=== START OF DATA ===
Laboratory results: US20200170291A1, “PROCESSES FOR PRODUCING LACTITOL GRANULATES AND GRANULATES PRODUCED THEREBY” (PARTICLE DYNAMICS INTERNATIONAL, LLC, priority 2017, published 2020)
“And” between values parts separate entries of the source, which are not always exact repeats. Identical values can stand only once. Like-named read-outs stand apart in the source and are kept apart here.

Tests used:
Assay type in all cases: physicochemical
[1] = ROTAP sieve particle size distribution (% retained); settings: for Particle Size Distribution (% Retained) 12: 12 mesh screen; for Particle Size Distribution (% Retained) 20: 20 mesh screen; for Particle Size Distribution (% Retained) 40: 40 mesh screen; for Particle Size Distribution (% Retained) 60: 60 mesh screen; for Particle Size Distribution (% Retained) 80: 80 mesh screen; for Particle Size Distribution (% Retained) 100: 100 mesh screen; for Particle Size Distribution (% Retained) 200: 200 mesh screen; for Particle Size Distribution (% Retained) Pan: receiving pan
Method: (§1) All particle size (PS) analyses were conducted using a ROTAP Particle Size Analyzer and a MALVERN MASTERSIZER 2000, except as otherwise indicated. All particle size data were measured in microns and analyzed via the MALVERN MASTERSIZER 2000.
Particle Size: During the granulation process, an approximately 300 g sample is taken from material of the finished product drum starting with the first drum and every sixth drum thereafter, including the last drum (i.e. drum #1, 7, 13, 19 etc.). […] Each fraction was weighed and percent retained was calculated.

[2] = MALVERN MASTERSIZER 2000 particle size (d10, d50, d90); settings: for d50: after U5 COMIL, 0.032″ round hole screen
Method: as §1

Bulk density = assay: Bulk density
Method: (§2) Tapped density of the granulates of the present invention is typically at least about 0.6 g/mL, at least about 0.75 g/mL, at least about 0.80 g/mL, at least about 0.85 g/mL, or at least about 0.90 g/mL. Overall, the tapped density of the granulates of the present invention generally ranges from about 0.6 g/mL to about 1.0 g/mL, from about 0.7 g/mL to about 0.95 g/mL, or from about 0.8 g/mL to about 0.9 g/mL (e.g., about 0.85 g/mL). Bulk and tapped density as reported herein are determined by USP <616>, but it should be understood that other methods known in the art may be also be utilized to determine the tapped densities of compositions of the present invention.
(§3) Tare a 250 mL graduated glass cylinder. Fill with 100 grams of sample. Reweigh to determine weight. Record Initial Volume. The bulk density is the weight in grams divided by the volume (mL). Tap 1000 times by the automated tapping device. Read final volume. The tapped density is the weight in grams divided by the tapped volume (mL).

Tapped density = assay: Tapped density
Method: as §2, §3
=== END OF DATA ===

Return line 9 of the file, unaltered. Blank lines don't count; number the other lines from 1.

Method: as §1